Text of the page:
Sexual stigma gets in the way of life-saving vaccine

By JORDYN GRUBISIC and KIRSTY WILSON

A public health initiative in Victoria is offering free Hepatitis A vaccinations to men who have sex with men.

It was implemented after a health alert was issued to health professionals in January this year about an outbreak of Hepatitis A across the state.

Jen Johnson said there was sill a stigma attached to sexually transmissible diseases.

Jen Johnson, Blood Borne Virus Sector Development Program Coordinator at the Australian Research Centre in Sex, Health and Societysaid there was still a stigma related to sexually transmissible diseases and that could be discouraging gay and bisexual men from getting vaccinated.

“Stigma is not all that easy to measure, and some guys may well feel stigmatised. Mostly it will depend on how sensitively clinicians introduce the issue and explain the risk,” Ms Johnson said.

“It will also be important for media to avoid using stigmatising language and imagery when reporting on this issue,” she said.

Ms Johnson said there was a concern that some men who were eligible for the vaccinations were still unaware of the initiative.

“I think gay and bisexual men who attend LGBTQI+ friendly health services will probably be offered the vaccine at their next visit, and those who read queer community publications may also see the notices,” she said.

“However there are plenty of people who won’t find out about it from any of these channels.”

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Jack Murray, a 20-year-old bisexual man from Melbourne, said he was glad the initiative was introduced and planned to get the vaccine.

“The last time I went to see my doctor he mentioned it to me,” Mr Murray said.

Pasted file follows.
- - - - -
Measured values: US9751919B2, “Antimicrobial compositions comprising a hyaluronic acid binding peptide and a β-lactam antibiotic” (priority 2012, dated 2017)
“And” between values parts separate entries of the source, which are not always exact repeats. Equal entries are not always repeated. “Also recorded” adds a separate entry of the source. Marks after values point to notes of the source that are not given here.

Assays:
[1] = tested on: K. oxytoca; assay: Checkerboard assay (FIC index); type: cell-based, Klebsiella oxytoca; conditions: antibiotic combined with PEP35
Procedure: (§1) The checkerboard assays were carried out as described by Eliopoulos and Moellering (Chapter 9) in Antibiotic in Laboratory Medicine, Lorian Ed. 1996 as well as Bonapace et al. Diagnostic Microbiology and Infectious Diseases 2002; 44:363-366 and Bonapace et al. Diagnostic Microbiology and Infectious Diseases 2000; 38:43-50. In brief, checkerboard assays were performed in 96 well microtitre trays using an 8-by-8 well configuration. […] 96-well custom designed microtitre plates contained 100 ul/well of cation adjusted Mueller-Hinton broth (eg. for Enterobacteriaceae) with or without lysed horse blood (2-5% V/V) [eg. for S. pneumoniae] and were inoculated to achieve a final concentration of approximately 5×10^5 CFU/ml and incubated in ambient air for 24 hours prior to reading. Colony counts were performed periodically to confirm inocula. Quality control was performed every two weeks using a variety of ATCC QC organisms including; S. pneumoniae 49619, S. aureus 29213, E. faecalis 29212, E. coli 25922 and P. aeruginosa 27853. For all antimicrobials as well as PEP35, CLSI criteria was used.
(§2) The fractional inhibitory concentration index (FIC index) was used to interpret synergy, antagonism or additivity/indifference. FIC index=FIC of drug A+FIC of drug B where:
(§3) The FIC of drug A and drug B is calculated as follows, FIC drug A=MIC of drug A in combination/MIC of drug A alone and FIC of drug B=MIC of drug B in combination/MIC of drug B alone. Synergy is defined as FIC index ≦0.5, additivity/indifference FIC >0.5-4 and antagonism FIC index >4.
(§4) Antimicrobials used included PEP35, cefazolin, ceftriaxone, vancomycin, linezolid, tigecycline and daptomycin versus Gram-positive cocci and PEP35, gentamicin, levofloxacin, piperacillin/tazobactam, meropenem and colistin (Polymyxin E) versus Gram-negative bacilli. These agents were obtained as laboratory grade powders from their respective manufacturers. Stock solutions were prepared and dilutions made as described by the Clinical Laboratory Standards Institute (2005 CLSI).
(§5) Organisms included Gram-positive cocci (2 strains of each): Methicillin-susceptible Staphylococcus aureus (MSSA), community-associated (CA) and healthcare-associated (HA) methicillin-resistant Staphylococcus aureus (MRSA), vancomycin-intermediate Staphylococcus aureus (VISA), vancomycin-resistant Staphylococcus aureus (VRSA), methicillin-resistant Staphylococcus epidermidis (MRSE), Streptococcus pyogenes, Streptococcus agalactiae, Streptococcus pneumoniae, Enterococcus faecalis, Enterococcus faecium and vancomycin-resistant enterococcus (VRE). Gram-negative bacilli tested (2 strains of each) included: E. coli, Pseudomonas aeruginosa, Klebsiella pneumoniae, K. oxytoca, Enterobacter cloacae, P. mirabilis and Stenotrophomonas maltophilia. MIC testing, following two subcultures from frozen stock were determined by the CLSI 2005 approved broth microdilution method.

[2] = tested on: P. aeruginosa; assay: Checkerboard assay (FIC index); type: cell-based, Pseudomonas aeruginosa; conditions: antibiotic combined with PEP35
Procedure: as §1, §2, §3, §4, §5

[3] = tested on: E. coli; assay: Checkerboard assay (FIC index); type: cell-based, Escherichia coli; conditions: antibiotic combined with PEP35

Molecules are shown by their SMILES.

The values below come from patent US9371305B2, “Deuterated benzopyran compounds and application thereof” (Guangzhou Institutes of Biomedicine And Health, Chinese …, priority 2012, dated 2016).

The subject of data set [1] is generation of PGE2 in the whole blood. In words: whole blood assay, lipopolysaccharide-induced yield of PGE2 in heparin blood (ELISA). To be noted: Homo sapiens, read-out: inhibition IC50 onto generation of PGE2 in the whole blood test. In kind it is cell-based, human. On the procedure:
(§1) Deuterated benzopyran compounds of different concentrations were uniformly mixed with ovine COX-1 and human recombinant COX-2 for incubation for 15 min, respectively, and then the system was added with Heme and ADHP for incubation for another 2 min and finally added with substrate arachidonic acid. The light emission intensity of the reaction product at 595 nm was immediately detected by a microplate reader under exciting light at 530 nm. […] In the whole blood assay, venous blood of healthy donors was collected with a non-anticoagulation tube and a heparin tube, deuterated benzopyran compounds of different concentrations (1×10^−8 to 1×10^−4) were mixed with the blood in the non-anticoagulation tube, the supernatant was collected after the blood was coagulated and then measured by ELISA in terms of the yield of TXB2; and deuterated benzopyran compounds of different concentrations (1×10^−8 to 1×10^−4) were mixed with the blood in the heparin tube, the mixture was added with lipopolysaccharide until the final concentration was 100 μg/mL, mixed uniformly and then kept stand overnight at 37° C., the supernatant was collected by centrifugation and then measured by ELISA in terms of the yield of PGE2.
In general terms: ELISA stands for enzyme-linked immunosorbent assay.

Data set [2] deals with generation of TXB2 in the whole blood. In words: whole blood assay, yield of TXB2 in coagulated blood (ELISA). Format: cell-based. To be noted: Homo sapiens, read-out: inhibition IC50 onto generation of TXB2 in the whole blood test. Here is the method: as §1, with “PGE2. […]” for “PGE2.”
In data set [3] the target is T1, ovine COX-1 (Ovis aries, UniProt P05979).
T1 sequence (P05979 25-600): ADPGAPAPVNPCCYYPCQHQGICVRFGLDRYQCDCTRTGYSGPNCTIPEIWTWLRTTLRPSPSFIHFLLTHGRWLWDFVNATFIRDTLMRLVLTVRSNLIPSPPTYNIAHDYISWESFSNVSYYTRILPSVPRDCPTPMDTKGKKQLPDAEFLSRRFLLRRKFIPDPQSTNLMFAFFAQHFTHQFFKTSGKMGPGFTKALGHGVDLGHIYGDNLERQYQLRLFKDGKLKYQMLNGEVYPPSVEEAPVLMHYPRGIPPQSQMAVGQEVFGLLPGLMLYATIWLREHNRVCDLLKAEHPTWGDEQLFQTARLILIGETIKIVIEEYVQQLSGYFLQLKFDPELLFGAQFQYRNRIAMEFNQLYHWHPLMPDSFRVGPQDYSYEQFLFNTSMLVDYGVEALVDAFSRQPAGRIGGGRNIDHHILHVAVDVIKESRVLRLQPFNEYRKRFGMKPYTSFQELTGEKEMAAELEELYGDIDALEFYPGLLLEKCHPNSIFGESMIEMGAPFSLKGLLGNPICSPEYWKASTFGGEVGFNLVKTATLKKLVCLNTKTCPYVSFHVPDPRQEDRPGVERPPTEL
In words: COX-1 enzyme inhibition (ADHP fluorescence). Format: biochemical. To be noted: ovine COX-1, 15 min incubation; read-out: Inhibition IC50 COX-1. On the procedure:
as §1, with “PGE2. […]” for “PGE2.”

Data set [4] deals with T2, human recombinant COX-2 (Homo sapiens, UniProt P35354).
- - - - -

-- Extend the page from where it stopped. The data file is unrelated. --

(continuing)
“I’m still in the process of finding a time to go and get it done, but I think it’s fantastic.”

The Victorian Government is  offering free Hepatitis A vaccines for men who are sexually active with other men.

Mr Murray said the fear of stigmatisation and internalised homophobia within the LGBTQI+ community could prevent gay and bisexual men from feeling comfortable talking about it to their doctor.

“Just with anyone, talking about this stuff is just that little bit harder,” he said.

“You’re trying to work out if they’re comfortable talking about sexual health as well as if they’re comfortable talking about non-cishet [heterosexual, and identifying with the gender they were assigned at birth] relationships.”

The Australasian Society for HIV, Viral Hepatitis and Sexual Health Medicine found stigma and discrimination had a negative effect on both the mental and physical health of gay and bisexual men.

They found that men who had sex with men were particularly vulnerable to STIs due to stigmatisation and a lack of supportive environments.

If you would like to see if you’re eligible for the vaccine follow THIS LINK .